Everyone knows Google defines the web experience for Internet surfers today. Everyone also knows Google defined search relevance (the quality that determines which pages rank for specific Google searches) based on linking, such that web pages getting linked from other sites, on specific topics, earn relevance for that topic in the Google index. Alot has changed over the years, but Google still defines relevance, decides which pages rank at the top, and serves up the “winners” when consumers search the web.
That’s a zip code in the heart of Denver, Colorado. That search term (sans quotes) is a target for mortage companies in Denver Colorado especially because the two letters “co” represent CO, Colorado, County (there is a Denver County), and Company. I picked 80202 as one example of a central downtown Zip code… it could have been 80201, 80203, 80204, etc. You can see from the SERP highlighting that Google matches the CO on those appearances.
The page being served as the #1 result is a template page from TheDenverChannel, which is the website for Denver’s Channel 7 ABC affiliate. The Denver Channel premiers as a News channel website in Denver, Colorado. Next to Denver.org, it is arguably the most relevant website for the topic of DENVER COLORADO in the world. Given the update frequency of an ABC news affiliate website compared to a local government website (even an excellent one like Denver’s), it should certainly rank well for Denver searches as long as it publishes on local topics.
This post of mine should not be taken as a “spam report” or an “outing”. Any of that is collateral damage of the SEO discussion, and I am sure the Denver Channel can survive an SEO noting how some of it’s spammy MFA pages should not rank. I think the important thing to note is that Google directly benefits from this abuse of earned (and granted) page rank, via that AdSense monetization. With such an obvious abuse of “authority” by the ABC News website, Google is forced to acknowledge the conflict of interest OR do something about it. Otherwise, Google loses it’s authority (granted by the Internet-using public), and loses the faith of SEOs working hard for their clients. I can hear the white hats getting dirty as we recoil in disgust.
The listing that premiered on that spam page when I viewed it was “Cherry Creek Mortgage Company“, located in zip code 80202. But the spam page had no backlink to the Cherry Creek Mortgage Company website. A look at the Cherry Creek Mortgage Company website shows it to be a powerful “denver mortage” relevant website. Especially note the depth of this library of Denver mortgage resources on the site. Clearly these guys went the extra mile to rank, publishing tons of on-theme content. I don’t know these players so I am nofollowing here, to avoid an apearance of conflict of interest myself.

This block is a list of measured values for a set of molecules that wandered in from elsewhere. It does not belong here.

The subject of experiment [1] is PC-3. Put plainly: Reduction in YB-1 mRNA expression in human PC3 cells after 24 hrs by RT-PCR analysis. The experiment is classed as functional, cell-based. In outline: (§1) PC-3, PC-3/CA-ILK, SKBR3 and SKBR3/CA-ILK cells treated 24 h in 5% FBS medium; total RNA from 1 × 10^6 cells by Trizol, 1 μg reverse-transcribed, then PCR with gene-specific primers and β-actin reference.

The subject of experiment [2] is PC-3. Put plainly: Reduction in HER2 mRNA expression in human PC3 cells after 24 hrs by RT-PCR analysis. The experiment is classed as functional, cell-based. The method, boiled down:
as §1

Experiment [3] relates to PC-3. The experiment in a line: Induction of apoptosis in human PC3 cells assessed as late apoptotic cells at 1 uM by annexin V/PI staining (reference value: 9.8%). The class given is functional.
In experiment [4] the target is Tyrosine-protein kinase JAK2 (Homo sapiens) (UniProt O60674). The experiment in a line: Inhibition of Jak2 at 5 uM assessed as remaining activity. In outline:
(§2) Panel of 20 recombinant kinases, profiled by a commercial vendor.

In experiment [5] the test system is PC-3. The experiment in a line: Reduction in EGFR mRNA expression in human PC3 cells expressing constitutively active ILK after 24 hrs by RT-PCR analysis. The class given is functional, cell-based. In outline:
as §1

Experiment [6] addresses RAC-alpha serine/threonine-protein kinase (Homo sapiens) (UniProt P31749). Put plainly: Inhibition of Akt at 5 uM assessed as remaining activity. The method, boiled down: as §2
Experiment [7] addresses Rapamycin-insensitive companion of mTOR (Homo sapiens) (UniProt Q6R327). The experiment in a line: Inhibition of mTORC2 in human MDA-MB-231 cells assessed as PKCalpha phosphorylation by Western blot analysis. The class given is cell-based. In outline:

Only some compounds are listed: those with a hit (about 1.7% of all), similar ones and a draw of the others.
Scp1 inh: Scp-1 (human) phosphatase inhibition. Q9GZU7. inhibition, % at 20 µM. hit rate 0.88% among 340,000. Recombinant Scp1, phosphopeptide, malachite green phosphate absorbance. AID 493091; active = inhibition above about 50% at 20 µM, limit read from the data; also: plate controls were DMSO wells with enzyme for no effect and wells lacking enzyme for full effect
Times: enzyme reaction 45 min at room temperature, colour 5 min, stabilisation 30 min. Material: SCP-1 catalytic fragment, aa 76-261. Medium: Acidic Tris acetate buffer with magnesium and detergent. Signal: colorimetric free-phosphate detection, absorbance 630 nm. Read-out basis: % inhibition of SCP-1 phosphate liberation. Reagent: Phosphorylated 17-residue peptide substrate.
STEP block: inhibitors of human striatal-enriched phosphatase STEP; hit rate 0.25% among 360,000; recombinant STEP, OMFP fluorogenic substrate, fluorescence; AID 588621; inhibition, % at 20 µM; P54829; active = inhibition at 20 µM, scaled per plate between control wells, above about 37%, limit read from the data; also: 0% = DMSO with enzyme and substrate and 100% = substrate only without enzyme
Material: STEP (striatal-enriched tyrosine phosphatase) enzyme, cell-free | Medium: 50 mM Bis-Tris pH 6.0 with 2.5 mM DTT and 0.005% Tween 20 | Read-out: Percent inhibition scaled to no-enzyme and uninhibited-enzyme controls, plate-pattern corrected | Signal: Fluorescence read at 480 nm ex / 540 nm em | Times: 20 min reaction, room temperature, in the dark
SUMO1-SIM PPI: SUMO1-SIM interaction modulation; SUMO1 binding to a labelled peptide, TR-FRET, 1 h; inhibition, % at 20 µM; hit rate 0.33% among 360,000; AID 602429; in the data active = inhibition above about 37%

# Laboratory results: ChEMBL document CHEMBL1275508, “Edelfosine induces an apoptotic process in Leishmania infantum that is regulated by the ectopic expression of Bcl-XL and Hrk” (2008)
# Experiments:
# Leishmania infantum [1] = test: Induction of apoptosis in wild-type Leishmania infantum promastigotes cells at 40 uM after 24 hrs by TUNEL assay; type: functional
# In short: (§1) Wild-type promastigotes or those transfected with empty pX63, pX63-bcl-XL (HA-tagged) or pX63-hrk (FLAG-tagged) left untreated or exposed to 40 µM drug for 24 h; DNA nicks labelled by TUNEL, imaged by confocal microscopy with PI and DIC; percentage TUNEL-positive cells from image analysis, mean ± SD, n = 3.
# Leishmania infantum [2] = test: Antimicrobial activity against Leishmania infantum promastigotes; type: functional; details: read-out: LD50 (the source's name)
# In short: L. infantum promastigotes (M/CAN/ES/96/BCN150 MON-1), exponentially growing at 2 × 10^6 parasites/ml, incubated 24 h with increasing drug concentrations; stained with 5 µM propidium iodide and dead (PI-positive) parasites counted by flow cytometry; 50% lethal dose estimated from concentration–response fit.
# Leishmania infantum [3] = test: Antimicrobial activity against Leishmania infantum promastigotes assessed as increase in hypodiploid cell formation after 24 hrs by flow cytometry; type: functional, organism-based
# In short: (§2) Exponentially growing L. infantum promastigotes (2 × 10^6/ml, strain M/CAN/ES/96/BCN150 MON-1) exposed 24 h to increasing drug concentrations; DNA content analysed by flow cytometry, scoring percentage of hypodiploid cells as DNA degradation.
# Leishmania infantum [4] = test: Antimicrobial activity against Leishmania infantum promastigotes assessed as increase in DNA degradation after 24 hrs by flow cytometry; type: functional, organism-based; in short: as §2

I didn’t look very hard but I didn’t see any AdSense on the Cherry Creek Mortage website. If those pages are so useful, why don’t they rank? If they had AdSense ads, would they rank? Google?
Local search is very interesting to both consumers and businesses, and represents a frontier in search not just because it’s a relatively untapped opportunity, but because it represents the ultimate challenge for search engines (and SEOs) to rank user-serving, quality local results. If the web finally becomes useful for “finding a local plumber”, the Internet will take another giant leap forward with small touchscreen devices showing up in every kitchen in America. I don’t think Cherry Creek Mortgage Company should have to publish a thousand “articles” of text on mortgage law and Denver neighborhoods in order to rank well for “denver mortgage brokers”, because there are not that many local brokerage outfits truly serving the Denver area. But if Google is going to start rewarding every super-category authority with sub-category relevance just because they syndicate business listings…. when they do no other work to make themselves relevant to the end user, well that really shows Google as the bad guy.
I know this might come across as just another rant about Google permitting MFA pages, but I think it’s a different case. The Denver Channel seems to have no purpose for those pages but to rank and monetize with AdSense; they are exploiting a solid earned authority for “Denver, Colorado” that is not likely to go away as they continue as an ABC News channel, and the user is not being served nearly as well as she might be by any number of more relevant contenders. If ABC News had even bothered to simply list morgage brokers in Denver I wouldn’t have commented. But they haven’t even done that much work.
Can SEOs working the local SERPs keep Google honest and deliver results for their clients (and web surfers), or will Google simply make it all irrelevant while it cashes out of the true “search” engine game?